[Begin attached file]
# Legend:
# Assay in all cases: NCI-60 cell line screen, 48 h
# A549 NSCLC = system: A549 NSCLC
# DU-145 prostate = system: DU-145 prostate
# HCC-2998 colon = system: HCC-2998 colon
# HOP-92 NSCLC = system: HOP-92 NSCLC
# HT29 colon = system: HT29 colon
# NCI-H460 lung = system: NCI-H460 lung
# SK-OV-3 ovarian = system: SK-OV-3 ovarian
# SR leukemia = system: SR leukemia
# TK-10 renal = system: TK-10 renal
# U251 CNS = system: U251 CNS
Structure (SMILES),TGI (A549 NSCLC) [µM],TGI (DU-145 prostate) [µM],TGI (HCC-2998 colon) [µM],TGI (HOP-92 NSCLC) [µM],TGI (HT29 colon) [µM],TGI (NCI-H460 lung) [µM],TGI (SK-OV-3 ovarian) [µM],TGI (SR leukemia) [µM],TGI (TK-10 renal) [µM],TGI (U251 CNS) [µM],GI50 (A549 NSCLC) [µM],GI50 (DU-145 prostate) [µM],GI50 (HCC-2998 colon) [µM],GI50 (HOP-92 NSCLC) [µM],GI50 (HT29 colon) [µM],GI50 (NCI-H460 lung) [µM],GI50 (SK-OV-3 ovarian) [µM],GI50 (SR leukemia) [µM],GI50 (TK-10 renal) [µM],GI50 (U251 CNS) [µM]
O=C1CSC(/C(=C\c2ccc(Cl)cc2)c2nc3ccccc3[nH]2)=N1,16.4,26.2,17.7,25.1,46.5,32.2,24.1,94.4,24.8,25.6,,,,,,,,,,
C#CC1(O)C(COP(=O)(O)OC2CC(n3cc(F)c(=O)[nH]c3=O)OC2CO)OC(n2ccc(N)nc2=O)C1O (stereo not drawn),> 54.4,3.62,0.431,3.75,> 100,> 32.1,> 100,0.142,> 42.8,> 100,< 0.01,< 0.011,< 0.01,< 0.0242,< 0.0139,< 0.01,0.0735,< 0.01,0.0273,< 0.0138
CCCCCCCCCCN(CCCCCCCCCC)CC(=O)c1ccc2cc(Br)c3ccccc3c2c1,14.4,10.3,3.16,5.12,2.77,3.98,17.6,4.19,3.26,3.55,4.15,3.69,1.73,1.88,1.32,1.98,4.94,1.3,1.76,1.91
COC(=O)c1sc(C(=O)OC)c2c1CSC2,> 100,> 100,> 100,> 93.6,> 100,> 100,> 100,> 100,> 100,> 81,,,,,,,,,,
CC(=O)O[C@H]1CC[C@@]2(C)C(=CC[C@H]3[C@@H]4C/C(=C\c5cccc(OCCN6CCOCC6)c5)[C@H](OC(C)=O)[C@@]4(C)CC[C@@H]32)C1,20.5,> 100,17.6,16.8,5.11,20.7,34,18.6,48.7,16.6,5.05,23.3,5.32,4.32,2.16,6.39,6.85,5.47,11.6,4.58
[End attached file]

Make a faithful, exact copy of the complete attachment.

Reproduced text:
# Legend:
# Assay in all cases: NCI-60 cell line screen, 48 h
# A549 NSCLC = system: A549 NSCLC
# DU-145 prostate = system: DU-145 prostate
# HCC-2998 colon = system: HCC-2998 colon
# HOP-92 NSCLC = system: HOP-92 NSCLC
# HT29 colon = system: HT29 colon
# NCI-H460 lung = system: NCI-H460 lung
# SK-OV-3 ovarian = system: SK-OV-3 ovarian
# SR leukemia = system: SR leukemia
# TK-10 renal = system: TK-10 renal
# U251 CNS = system: U251 CNS
Structure (SMILES),TGI (A549 NSCLC) [µM],TGI (DU-145 prostate) [µM],TGI (HCC-2998 colon) [µM],TGI (HOP-92 NSCLC) [µM],TGI (HT29 colon) [µM],TGI (NCI-H460 lung) [µM],TGI (SK-OV-3 ovarian) [µM],TGI (SR leukemia) [µM],TGI (TK-10 renal) [µM],TGI (U251 CNS) [µM],GI50 (A549 NSCLC) [µM],GI50 (DU-145 prostate) [µM],GI50 (HCC-2998 colon) [µM],GI50 (HOP-92 NSCLC) [µM],GI50 (HT29 colon) [µM],GI50 (NCI-H460 lung) [µM],GI50 (SK-OV-3 ovarian) [µM],GI50 (SR leukemia) [µM],GI50 (TK-10 renal) [µM],GI50 (U251 CNS) [µM]
O=C1CSC(/C(=C\c2ccc(Cl)cc2)c2nc3ccccc3[nH]2)=N1,16.4,26.2,17.7,25.1,46.5,32.2,24.1,94.4,24.8,25.6,,,,,,,,,,
C#CC1(O)C(COP(=O)(O)OC2CC(n3cc(F)c(=O)[nH]c3=O)OC2CO)OC(n2ccc(N)nc2=O)C1O (stereo not drawn),> 54.4,3.62,0.431,3.75,> 100,> 32.1,> 100,0.142,> 42.8,> 100,< 0.01,< 0.011,< 0.01,< 0.0242,< 0.0139,< 0.01,0.0735,< 0.01,0.0273,< 0.0138
CCCCCCCCCCN(CCCCCCCCCC)CC(=O)c1ccc2cc(Br)c3ccccc3c2c1,14.4,10.3,3.16,5.12,2.77,3.98,17.6,4.19,3.26,3.55,4.15,3.69,1.73,1.88,1.32,1.98,4.94,1.3,1.76,1.91
COC(=O)c1sc(C(=O)OC)c2c1CSC2,> 100,> 100,> 100,> 93.6,> 100,> 100,> 100,> 100,> 100,> 81,,,,,,,,,,
CC(=O)O[C@H]1CC[C@@]2(C)C(=CC[C@H]3[C@@H]4C/C(=C\c5cccc(OCCN6CCOCC6)c5)[C@H](OC(C)=O)[C@@]4(C)CC[C@@H]32)C1,20.5,> 100,17.6,16.8,5.11,20.7,34,18.6,48.7,16.6,5.05,23.3,5.32,4.32,2.16,6.39,6.85,5.47,11.6,4.58